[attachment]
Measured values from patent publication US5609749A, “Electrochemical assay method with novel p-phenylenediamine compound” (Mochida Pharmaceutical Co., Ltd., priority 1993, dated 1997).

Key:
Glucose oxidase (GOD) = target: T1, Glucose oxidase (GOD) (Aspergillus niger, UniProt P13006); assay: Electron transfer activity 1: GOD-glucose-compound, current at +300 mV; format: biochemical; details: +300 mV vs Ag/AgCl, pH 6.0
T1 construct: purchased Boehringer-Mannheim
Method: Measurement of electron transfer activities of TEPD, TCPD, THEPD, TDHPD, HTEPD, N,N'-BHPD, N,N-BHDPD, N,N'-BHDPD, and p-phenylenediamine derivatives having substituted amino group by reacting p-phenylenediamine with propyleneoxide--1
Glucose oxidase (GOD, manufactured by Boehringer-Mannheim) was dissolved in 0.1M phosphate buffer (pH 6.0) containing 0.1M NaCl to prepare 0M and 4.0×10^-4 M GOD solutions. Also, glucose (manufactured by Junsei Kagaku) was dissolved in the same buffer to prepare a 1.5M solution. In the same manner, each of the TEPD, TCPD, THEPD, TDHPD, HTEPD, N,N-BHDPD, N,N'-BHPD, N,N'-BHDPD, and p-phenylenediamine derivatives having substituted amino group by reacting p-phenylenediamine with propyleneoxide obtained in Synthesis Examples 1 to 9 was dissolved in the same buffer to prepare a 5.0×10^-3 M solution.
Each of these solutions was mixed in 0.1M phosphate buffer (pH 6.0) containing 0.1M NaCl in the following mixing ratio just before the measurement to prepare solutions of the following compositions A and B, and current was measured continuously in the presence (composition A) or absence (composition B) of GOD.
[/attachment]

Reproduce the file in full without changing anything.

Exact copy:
Measured values from patent publication US5609749A, “Electrochemical assay method with novel p-phenylenediamine compound” (Mochida Pharmaceutical Co., Ltd., priority 1993, dated 1997).

Key:
Glucose oxidase (GOD) = target: T1, Glucose oxidase (GOD) (Aspergillus niger, UniProt P13006); assay: Electron transfer activity 1: GOD-glucose-compound, current at +300 mV; format: biochemical; details: +300 mV vs Ag/AgCl, pH 6.0
T1 construct: purchased Boehringer-Mannheim
Method: Measurement of electron transfer activities of TEPD, TCPD, THEPD, TDHPD, HTEPD, N,N'-BHPD, N,N-BHDPD, N,N'-BHDPD, and p-phenylenediamine derivatives having substituted amino group by reacting p-phenylenediamine with propyleneoxide--1
Glucose oxidase (GOD, manufactured by Boehringer-Mannheim) was dissolved in 0.1M phosphate buffer (pH 6.0) containing 0.1M NaCl to prepare 0M and 4.0×10^-4 M GOD solutions. Also, glucose (manufactured by Junsei Kagaku) was dissolved in the same buffer to prepare a 1.5M solution. In the same manner, each of the TEPD, TCPD, THEPD, TDHPD, HTEPD, N,N-BHDPD, N,N'-BHPD, N,N'-BHDPD, and p-phenylenediamine derivatives having substituted amino group by reacting p-phenylenediamine with propyleneoxide obtained in Synthesis Examples 1 to 9 was dissolved in the same buffer to prepare a 5.0×10^-3 M solution.
Each of these solutions was mixed in 0.1M phosphate buffer (pH 6.0) containing 0.1M NaCl in the following mixing ratio just before the measurement to prepare solutions of the following compositions A and B, and current was measured continuously in the presence (composition A) or absence (composition B) of GOD.